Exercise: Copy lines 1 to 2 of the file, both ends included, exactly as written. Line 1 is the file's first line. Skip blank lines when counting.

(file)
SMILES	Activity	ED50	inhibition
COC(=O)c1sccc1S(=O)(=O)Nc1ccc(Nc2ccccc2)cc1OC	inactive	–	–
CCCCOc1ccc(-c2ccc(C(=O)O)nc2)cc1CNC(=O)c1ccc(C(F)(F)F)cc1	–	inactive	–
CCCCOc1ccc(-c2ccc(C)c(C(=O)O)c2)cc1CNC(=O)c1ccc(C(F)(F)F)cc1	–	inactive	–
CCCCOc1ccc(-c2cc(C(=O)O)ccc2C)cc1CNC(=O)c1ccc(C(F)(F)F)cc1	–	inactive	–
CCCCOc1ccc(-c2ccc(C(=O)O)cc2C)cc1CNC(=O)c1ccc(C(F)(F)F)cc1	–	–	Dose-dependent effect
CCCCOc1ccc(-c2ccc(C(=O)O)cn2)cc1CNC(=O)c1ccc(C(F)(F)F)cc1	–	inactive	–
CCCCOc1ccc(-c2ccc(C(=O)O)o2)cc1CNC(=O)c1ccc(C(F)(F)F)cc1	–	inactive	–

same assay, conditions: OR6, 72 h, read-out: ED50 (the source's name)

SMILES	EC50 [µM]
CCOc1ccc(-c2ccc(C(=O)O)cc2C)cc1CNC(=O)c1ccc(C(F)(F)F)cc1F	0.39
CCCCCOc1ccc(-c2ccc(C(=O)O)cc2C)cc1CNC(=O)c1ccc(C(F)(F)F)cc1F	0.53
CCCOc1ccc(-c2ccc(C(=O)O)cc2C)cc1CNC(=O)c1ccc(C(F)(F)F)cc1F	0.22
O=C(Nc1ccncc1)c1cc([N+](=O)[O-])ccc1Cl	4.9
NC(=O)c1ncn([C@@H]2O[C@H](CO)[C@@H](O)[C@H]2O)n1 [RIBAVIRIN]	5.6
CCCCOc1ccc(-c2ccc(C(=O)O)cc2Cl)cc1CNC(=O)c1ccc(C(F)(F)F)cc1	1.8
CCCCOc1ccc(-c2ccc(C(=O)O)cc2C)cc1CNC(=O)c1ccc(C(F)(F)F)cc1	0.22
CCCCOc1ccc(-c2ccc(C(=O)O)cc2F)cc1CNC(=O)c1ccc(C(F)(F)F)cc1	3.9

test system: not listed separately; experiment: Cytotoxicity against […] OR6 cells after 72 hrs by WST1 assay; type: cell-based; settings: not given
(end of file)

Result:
SMILES	Activity	ED50	inhibition
COC(=O)c1sccc1S(=O)(=O)Nc1ccc(Nc2ccccc2)cc1OC	inactive	–	–